Sunday, January 13, 2019

"Sins as Scarlet"

Nicolás Obregón is a Londoner, a Madrileño, and a full-time writer. He has worked as a security steward, a travel writer, an overnight guardian, an ice rink attendant, a bookseller, a post boy, an editor in legal publishing, and an odd-jobs man for a failed mineral water company. (Not in that order).

His first novel, Blue Light Yokohama, was published in 2017 across the world. It was conceived while traveling on a bullet train from Hiroshima to Kyoto.

Obregón applied the Page 69 Test to his new novel, Sins as Scarlet, the sequel to Blue Light Yokohama, and reported the following:
From page 69:
A mile south­west of the Wanderlust, Iwata turned on Maple and parked behind a slaughterhouse. The main road was mobbed, the whole neighbourhood turned into one teeming open market, a circus without the roof. The Spanish language, in all its variegation, could be heard – haggling, joking, promising. These exchanges competed with car horns, electronic toy dogs yapping and a blind man playing De Colores on his keyboard.

Santee Alley catered to any low­cost whim: novelty contact lenses, plastic aquariums containing hatchling turtles, baby onesies with madcap slogans:


Iwata made his way through the bustle, soapy bubbles swirling through the air around him. Men with flags coaxed cars into overpriced valet lots. On every other street corner hucksters carrying more balloons than seemed possible resembled giant multicoloured rasp­berries. Ground­ floor living rooms had been turned into makeshift taquerias with cubbyhole toilets that charged seventy­ ve cents to shit. A fast­food truck doled out huaraches, quesadillas and tlacoyos, dishes that pre­dated Christopher Columbus.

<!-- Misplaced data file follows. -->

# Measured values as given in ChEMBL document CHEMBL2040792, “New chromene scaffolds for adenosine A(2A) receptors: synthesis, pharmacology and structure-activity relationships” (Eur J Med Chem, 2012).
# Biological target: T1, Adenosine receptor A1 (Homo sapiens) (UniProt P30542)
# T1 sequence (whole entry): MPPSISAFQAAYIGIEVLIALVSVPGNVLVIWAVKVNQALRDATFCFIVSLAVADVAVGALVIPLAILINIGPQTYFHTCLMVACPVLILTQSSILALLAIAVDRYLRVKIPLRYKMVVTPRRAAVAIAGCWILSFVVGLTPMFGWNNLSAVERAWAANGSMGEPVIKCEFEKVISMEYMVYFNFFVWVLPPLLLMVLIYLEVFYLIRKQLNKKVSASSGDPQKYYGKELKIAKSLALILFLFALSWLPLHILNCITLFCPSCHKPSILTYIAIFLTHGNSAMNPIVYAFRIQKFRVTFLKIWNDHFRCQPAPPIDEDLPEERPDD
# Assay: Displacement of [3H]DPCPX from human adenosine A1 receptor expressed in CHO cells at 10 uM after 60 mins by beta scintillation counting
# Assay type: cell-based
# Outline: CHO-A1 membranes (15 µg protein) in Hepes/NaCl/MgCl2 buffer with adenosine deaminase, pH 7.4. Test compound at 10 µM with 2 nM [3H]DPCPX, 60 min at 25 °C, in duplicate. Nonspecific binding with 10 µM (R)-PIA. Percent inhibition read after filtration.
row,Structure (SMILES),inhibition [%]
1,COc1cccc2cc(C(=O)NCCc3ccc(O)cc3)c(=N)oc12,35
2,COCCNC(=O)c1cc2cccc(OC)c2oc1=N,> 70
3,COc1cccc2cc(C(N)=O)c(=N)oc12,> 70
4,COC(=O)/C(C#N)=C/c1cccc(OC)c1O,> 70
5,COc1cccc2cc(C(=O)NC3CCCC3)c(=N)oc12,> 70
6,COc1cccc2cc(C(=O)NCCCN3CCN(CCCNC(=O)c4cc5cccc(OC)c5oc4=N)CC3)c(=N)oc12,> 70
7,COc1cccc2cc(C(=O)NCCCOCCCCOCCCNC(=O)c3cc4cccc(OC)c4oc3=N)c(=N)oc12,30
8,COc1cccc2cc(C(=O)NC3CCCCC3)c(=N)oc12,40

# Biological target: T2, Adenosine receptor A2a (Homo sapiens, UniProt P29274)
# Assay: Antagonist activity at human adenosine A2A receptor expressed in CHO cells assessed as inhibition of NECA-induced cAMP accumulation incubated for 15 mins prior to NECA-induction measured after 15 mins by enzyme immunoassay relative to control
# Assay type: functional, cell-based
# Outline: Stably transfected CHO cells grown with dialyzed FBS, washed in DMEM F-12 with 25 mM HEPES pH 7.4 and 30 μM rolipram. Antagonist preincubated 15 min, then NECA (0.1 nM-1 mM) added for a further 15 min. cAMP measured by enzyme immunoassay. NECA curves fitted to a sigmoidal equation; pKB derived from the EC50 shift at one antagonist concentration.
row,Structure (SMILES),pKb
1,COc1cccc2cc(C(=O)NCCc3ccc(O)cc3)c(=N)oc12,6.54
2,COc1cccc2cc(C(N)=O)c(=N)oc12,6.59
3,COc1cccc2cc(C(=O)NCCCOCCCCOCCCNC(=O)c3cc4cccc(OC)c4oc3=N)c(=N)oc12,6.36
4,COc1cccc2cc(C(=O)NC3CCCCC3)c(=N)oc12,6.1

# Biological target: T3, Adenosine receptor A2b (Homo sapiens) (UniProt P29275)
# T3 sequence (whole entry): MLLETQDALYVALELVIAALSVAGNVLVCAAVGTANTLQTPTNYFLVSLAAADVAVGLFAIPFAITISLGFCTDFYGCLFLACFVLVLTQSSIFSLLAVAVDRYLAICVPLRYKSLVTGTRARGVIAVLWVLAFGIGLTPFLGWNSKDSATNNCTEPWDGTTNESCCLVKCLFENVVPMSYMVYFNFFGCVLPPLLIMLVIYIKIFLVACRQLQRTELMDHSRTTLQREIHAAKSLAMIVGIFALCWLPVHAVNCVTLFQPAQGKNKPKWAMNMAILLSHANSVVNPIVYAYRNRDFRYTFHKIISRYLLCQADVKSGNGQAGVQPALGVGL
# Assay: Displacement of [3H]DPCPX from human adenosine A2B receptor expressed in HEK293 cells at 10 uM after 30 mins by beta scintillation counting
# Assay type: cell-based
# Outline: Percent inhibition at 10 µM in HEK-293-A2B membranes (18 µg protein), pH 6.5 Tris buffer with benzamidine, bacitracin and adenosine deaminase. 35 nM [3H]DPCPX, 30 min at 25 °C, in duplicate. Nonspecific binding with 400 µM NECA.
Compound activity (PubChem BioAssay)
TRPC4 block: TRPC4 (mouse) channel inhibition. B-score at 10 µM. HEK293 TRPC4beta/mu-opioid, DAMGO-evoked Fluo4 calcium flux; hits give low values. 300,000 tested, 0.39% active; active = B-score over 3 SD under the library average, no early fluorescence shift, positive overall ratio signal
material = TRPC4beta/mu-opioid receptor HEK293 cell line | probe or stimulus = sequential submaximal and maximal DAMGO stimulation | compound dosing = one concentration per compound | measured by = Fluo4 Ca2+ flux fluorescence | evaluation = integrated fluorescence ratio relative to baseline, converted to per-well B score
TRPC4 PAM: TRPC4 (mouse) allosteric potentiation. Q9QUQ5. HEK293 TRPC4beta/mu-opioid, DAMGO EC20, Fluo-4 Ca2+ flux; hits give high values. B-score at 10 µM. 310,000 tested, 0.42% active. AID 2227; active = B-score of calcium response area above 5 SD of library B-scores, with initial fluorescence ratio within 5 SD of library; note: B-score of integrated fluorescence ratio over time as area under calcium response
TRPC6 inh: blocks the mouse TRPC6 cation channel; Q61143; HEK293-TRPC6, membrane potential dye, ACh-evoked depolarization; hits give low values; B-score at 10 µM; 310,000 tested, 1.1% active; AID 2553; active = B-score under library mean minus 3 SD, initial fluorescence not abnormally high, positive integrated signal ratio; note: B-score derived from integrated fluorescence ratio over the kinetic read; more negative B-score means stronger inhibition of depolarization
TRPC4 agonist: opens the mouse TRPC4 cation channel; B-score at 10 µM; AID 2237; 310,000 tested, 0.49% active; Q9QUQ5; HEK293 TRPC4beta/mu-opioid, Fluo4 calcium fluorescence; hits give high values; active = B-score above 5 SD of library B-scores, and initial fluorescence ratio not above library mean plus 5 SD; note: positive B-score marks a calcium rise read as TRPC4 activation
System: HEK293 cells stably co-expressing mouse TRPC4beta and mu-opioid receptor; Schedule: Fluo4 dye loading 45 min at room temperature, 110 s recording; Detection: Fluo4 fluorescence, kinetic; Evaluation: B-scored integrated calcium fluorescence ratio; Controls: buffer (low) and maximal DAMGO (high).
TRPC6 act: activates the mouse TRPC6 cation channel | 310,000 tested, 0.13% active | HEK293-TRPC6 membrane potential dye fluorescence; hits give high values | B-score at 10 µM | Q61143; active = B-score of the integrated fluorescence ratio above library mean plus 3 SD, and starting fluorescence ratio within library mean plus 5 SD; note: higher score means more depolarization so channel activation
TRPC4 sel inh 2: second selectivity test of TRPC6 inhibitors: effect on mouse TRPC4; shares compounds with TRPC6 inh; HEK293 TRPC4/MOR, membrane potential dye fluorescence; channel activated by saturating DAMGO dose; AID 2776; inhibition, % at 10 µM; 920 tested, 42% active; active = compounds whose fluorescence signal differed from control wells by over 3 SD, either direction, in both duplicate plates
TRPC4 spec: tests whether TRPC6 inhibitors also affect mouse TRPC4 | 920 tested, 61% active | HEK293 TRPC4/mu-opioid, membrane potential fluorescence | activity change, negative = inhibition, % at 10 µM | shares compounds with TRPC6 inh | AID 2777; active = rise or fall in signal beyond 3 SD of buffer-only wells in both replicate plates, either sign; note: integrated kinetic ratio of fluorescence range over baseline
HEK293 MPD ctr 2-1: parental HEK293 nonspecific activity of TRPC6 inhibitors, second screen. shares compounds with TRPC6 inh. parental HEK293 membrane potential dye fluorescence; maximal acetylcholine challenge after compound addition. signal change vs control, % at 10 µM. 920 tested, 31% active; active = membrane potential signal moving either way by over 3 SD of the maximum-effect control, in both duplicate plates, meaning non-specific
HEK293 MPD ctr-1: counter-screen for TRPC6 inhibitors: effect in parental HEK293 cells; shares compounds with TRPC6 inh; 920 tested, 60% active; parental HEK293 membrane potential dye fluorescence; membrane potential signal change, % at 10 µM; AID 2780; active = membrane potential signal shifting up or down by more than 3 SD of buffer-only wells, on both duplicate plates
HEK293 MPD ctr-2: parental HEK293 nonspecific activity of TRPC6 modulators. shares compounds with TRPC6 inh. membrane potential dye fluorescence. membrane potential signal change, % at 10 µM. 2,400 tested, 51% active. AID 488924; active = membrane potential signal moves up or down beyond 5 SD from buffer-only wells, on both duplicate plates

This page might not necessarily be the most representative one in the novel -- Inspector Iwata is investigating the murder of a transgender woman on the train tracks behind Skid Row. Early on he suspects that there may be a serial killer at work in the Los Angeles underbelly - unseen by the powers that be. In this passage, Iwata is passing through Santee Alley to buy information from a local snitch. Although not much is 'happening' in this scene, it does give the reader a sense of place. And that is something that I always strive for. In my eyes, setting is absolutely crucial -- it should serve as one of the main characters. Los Angeles is often portrayed as seedy, glamorous, even dangerous; a city of liars, movie executives, hopefuls, rubbing shoulders with the helpless. In my book, Sins As Scarlet, I certainly wanted to exploit those tropes. But I also wanted to delve into the Los Angeles I live and breathe every day that usually doesn't make it into the books and movies. The great swathes of city that are overlooked by Hollywood or even the greats of Noir. Inspector Iwata explores the LA underbelly, rifling through the pockets of cultures and subcultures that are so often driven past. Ultimately, it's a mystery novel full of lies, corruption, and murder; it tips its cap at all the tropes of the genre. But the heart of the book is the city itself and her secrets hiding in a thousand alleys, under a thousand bridges, on a thousand street corners.
Visit Nicolás Obregón's website.

--Marshal Zeringue